In fact, Mr. Nasrallah’s speech was carried in its entirety, roughly an hour and eight minutes. The commentary that followed–a 13-minute phone interview with Wael Abou Faour, a member of Lebanon’s governing coalition–was indeed critical of Mr. Nasrallah. He accused the Hezbollah leader of not being anti-U.S. and anti-Israel enough. While Mr. Nasrallah had claimed Lebanon’s governing coalition was aligned with the U.S. and had backed Israel during the war last summer, Mr. Abou Faour said that Hezbollah was actually closer to the U.S and added that any Lebanese faction that assisted “the Israeli enemy” should not be allowed to engage in political discussion because “the only place they should be [is] in prison.”…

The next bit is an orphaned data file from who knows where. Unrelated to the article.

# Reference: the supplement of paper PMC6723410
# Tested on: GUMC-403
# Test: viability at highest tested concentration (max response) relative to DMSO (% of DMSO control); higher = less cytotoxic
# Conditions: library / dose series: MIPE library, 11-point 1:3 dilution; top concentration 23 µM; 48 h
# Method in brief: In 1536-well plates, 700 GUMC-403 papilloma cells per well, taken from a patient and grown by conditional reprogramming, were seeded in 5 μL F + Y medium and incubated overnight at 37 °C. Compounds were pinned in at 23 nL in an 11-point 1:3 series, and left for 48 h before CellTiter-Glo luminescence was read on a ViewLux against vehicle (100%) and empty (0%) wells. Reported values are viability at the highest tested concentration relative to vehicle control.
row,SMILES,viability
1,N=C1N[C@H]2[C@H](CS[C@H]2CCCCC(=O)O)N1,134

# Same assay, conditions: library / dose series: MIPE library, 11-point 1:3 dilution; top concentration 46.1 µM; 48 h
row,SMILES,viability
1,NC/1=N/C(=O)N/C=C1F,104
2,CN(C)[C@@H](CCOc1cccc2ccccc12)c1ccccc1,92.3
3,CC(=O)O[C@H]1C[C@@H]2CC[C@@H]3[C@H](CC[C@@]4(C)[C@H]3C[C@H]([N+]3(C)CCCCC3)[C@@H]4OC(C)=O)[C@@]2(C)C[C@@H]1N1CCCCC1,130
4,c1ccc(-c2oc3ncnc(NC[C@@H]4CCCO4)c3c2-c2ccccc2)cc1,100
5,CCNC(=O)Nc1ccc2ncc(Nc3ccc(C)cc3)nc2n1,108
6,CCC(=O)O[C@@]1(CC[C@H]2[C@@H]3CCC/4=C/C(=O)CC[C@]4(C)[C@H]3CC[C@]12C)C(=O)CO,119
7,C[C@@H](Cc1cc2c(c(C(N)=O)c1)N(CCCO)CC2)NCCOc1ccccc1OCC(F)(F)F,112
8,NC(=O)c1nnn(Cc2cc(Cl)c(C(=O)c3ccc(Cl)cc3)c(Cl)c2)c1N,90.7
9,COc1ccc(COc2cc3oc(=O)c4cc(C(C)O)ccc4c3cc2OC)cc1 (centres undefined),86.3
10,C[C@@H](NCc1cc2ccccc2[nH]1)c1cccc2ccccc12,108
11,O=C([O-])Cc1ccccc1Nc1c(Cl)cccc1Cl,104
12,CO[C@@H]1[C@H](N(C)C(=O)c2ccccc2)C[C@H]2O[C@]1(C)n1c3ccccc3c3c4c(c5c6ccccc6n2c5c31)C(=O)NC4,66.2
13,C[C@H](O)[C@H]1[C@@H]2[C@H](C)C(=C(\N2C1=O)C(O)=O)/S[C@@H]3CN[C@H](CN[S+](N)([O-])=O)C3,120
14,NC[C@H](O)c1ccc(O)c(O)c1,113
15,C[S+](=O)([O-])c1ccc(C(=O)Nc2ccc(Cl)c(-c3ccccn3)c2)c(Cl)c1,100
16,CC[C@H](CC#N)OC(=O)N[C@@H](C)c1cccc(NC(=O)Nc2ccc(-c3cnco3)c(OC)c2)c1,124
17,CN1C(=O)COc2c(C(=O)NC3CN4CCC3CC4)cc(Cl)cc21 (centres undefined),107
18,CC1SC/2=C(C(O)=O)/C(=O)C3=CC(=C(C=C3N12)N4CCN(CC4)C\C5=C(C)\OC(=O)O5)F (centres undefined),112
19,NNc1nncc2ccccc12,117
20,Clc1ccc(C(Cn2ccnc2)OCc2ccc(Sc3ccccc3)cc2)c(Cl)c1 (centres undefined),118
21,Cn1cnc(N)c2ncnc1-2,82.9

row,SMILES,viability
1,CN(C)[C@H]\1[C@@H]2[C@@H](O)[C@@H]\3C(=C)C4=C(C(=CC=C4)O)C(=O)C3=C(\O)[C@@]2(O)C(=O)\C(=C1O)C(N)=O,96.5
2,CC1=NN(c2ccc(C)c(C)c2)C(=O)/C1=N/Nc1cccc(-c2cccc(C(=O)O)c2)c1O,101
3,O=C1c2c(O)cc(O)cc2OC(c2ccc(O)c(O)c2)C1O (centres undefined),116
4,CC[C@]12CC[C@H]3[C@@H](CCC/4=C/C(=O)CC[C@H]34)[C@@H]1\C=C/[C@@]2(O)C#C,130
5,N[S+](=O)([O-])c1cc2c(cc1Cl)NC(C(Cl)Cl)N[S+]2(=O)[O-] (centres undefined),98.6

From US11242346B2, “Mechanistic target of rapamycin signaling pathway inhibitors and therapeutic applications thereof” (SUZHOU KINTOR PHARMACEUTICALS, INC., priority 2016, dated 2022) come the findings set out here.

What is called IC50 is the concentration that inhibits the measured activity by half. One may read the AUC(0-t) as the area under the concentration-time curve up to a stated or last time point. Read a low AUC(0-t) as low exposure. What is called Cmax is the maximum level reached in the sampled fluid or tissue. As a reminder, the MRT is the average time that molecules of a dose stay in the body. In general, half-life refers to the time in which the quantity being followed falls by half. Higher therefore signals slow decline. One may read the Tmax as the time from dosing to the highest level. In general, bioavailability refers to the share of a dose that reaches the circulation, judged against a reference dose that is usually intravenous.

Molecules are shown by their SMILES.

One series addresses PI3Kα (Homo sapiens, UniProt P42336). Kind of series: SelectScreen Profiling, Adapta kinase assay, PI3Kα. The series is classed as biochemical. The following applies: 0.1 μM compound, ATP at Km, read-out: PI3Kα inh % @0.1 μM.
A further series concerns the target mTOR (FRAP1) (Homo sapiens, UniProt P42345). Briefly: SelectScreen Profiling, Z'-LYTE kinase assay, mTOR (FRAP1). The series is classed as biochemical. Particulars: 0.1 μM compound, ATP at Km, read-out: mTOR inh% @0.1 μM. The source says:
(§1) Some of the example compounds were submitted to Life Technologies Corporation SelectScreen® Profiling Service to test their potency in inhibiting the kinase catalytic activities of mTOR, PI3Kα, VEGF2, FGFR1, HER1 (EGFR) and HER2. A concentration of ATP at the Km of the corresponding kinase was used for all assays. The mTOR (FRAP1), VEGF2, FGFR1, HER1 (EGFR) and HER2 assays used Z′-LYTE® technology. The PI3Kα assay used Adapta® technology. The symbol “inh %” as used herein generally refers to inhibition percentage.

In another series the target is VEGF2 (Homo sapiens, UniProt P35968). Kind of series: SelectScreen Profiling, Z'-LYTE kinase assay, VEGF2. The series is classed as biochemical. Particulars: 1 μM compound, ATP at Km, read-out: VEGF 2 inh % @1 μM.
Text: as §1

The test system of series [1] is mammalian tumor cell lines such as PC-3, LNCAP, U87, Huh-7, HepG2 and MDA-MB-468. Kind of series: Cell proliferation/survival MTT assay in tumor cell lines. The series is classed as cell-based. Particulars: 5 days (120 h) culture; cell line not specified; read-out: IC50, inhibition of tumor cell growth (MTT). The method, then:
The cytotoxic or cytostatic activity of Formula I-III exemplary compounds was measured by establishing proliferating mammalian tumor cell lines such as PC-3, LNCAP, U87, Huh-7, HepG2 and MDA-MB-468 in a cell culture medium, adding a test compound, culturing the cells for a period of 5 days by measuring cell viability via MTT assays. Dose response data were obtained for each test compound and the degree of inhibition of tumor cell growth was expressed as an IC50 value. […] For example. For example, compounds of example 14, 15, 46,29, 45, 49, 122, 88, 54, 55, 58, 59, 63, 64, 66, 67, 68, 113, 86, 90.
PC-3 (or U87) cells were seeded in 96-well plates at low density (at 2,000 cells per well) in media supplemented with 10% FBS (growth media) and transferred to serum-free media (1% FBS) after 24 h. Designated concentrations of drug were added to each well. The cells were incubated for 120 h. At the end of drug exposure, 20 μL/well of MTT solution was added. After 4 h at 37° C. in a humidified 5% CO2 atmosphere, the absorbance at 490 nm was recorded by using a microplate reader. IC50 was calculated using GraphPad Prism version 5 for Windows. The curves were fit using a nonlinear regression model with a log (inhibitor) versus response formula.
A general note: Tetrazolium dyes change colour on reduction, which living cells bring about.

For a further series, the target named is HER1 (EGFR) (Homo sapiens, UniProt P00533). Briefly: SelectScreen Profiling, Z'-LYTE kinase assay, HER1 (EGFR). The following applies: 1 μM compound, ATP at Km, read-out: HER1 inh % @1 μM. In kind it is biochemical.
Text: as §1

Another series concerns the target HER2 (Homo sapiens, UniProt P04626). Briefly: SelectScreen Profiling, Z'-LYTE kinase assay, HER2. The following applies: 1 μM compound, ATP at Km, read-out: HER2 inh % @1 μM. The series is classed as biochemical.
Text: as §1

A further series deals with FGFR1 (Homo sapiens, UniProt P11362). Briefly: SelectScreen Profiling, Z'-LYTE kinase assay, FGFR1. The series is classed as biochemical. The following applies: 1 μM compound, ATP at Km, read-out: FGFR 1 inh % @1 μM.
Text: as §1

Unfortunately, there is no practicable way that Foggy Bottom, or anyone else for that matter, can effectively monitor Al-Hurra… The Broadcasting Board of Governors (BBG), the congressionally created independent panel charged with oversight, lacks the ability to conduct even basic auditing, as English transcripts are provided only on request–which rarely happens. Worse, there is no good channel for whistleblowers to communicate with the board without fear of retribution. With an annual budget now over $70 million, Al-Hurra has for three years served as the centerpiece of America’s aggressive post-9/11 courtship of the Arab world.
The problem with American public diplomacy is that there’s too much distrust in the Arab world. when we say that we’re kind of well-meaning and that we’d like to live in peace with them, they simply don’t believe us. So we suppose that Al-Hurra should be congratulated for finally finding fare that the Muslim world finds palatable. Minus the whole “vicious anti-Israel incitement” part. That part seems less optimism-inducing.
* Mad TV [WSJ]